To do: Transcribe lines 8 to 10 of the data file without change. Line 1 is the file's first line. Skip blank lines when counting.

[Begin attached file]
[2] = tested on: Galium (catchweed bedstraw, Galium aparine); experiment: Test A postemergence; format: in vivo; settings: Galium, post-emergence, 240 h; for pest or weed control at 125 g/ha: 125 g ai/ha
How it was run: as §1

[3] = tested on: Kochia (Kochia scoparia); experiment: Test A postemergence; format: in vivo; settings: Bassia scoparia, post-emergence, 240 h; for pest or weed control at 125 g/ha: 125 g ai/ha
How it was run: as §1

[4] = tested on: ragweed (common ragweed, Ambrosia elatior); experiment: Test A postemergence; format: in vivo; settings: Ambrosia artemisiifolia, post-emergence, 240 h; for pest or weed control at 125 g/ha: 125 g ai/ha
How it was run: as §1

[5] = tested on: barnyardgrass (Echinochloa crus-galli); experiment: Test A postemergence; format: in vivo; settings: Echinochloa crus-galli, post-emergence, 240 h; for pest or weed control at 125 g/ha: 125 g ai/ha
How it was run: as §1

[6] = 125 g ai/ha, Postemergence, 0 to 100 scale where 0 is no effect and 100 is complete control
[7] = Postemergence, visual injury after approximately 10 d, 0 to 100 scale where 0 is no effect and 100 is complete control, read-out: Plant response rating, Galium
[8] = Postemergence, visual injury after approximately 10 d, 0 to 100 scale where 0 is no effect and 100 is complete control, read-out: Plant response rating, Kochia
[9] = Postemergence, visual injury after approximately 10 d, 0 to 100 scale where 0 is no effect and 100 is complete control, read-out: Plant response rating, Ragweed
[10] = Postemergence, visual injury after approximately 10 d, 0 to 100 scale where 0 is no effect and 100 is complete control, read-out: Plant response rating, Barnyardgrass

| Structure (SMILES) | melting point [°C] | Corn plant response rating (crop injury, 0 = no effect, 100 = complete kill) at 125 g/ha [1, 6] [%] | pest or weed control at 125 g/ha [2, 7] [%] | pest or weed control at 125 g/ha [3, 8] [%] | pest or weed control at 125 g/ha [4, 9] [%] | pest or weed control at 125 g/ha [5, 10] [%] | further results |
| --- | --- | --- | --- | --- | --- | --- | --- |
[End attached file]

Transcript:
How it was run: as §1

[6] = 125 g ai/ha, Postemergence, 0 to 100 scale where 0 is no effect and 100 is complete control
[7] = Postemergence, visual injury after approximately 10 d, 0 to 100 scale where 0 is no effect and 100 is complete control, read-out: Plant response rating, Galium